Another noted black author, educator, and researcher, Dr. Walter Williams (Distinguished Professor of Economics, George Mason University), also points to the need for Resurgence and has devoted much of his recent writing to the impact of crime, education, and political correctness on economics for black communities. Walter Williams writes,
“Today’s level of lawlessness and insecurity in many black communities is a relatively new phenomenon. In the 1930s, ’40s and ’50s, people didn’t bar their windows. Doors were often left unlocked. People didn’t go to bed with the sounds of gunshots….”
Williams believes it was a well-meaning but erroneous notion that “blamed crime on poverty and racial discrimination…[while academic elites] and hustling politicians told us that to deal with crime, we had to deal with those ‘root causes.’”
Looking at the wrong root causes leads to ignoring “the fact that there was far greater civility in black neighborhoods at a time when there was far greater poverty and discrimination.”
Creating different standards of conduct and expectation only exacerbated the problems facing the black community. Williams writes, “The presence of criminals, having driven many businesses out, forces residents to bear the costs of shopping outside their neighborhoods. Fearing robberies, taxi drivers — including black drivers — often refuse to do home pickups in black neighborhoods and frequently pass up black customers hailing them.”
Crime itself in the black community feeds the tiered standards of economics.
“In low-crime neighborhoods, FedEx, UPS and other delivery companies routinely leave packages that contain valuable merchandise on a doorstep if no one is at home. That saves the expense of redelivery or recipients from having to go pick up the packages…Where there is less honesty, supermarkets cannot use all the space that they lease, and hence they are less profitable. In high-crime neighborhoods, delivery companies leaving packages at the door and supermarkets leaving goods outside unattended would be equivalent to economic suicide.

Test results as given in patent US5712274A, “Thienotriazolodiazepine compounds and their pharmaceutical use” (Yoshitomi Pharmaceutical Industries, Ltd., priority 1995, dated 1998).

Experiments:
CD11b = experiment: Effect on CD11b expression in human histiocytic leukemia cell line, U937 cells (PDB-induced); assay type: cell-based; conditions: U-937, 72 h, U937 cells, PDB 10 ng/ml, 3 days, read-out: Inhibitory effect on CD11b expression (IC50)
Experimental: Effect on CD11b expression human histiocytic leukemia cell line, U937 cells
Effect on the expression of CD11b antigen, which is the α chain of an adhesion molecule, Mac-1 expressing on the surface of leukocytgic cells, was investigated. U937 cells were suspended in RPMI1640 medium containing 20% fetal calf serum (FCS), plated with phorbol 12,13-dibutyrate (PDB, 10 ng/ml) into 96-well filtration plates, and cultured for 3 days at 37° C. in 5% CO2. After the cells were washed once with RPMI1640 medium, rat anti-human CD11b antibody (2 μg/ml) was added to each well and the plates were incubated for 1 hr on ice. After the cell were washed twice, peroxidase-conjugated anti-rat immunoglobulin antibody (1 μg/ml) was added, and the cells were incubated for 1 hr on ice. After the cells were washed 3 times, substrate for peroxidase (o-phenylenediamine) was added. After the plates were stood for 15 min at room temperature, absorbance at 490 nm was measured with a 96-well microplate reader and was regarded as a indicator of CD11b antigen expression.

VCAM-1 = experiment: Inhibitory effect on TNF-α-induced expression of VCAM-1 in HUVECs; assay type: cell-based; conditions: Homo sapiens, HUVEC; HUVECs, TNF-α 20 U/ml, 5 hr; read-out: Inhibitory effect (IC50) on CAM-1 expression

Politicians who call for law and order are often viewed negatively, but poor people are the most dependent on law and order. In the face of high crime or social disorder, wealthier people can afford to purchase alarm systems, buy guard dogs, hire guards and, if things get too bad, move to a gated community. These options are not available to poor people. The only protection they have is an orderly society.
Ultimately, the solution to high crime rests with black people. Given the current political environment, it doesn’t pay a black or white politician to take those steps necessary to crack down on lawlessness in black communities.”
His outlook for the future is not entirely without hope.
He acknowledges “This is a devastating problem, but it is beyond the reach of a president or any other politician to solve. If there is a solution, it will come from churches and local community organizations.”
Does Williams know this is biblical? I don’t know but I agree that where we place our trust is pivotal to changing our outcomes to beautiful Resurgence for the black community.
Some trust in chariots and some in horses, but we trust in the name of the LORD our God.” (Psalm 20:7)